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This excellent book is a real contribution for the undergraduate as well as the graduate student. It is written on the premise that neurology is dependent on an accurate knowledge of anatomy as a basis for the intelligent diagnosis and localization of neural disturbances. With this premise the reviewer entirely agrees. There are twenty chapters. The first eight describe in detail the organization of the central nervous system with regard to embryology, histology, segmental distribution of the peripheral nerve elements and their significance. The next twelve chapters are devoted to the study of the architec-a tonics of the central nervous system. Here one finds excellent gross and microscopic photographs of anatomic detail with a clearcut discussion of the relationship of the structures in the light of clinical experience. There are three hundred and twenty such photographs. There is a large bibliography. This is a good book and is highly recommended.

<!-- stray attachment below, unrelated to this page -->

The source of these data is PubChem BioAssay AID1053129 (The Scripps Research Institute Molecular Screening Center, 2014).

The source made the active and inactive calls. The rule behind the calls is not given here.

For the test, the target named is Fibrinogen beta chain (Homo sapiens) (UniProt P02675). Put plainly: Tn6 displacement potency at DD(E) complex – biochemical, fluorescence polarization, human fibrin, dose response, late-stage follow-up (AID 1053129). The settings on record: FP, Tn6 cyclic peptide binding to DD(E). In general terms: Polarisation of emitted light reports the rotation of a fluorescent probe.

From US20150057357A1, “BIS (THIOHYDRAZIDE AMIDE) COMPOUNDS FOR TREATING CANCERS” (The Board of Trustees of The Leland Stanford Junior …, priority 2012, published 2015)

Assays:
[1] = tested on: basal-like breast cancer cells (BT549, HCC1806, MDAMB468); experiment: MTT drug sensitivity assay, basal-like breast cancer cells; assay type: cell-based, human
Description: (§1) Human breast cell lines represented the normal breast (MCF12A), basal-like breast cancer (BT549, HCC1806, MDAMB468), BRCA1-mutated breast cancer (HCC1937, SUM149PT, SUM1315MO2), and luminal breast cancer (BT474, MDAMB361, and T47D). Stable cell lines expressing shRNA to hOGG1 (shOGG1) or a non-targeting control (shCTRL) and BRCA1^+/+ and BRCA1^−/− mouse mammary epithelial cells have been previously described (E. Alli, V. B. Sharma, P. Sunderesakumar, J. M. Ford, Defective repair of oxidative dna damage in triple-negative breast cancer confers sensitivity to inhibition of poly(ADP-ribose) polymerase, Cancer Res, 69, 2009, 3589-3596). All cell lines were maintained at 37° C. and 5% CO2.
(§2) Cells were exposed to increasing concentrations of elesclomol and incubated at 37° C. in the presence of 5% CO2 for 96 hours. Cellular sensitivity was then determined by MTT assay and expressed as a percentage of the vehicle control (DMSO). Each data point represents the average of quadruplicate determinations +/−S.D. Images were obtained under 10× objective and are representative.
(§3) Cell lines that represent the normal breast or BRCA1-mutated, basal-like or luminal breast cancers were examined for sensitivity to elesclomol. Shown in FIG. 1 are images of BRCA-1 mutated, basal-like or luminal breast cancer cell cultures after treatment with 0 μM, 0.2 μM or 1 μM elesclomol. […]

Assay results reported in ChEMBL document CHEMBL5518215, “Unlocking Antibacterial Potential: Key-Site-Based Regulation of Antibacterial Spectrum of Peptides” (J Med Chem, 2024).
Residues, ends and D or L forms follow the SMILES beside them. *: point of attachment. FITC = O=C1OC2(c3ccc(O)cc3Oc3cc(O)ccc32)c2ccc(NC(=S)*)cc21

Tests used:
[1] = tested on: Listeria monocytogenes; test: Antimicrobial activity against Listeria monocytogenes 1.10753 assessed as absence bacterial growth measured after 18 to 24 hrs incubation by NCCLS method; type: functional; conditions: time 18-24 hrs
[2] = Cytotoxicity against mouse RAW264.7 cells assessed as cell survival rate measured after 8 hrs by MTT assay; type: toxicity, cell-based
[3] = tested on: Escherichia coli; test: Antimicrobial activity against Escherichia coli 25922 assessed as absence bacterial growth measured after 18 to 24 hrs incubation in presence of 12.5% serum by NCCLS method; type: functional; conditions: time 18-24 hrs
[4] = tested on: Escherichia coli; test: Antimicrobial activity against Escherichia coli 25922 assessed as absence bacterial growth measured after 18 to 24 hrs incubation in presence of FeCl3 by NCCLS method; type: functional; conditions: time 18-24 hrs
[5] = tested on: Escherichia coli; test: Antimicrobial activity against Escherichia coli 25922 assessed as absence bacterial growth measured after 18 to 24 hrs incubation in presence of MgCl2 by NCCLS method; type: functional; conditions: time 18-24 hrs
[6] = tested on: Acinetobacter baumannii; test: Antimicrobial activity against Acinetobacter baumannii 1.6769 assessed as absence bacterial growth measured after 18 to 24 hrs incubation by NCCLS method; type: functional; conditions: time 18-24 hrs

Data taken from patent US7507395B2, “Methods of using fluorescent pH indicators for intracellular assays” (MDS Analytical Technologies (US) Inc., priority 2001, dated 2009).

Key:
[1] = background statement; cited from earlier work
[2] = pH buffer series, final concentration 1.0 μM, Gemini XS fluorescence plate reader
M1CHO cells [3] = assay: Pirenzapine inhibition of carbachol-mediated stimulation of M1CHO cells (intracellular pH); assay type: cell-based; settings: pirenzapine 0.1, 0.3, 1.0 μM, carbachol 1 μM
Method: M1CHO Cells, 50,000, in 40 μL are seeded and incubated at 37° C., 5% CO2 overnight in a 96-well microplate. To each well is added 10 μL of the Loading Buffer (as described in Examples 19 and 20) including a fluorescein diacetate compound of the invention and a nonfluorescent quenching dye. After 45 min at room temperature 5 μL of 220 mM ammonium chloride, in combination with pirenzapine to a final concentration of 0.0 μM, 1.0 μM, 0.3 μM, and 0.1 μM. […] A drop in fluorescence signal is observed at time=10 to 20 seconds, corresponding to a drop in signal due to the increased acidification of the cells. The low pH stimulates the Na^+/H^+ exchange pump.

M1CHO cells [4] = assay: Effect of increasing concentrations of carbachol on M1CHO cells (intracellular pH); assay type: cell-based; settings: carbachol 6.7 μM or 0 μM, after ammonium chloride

Human Neuroanatomy. JAMA. 1943;122(17):1214. doi:10.1001/jama.1943.02840340062035
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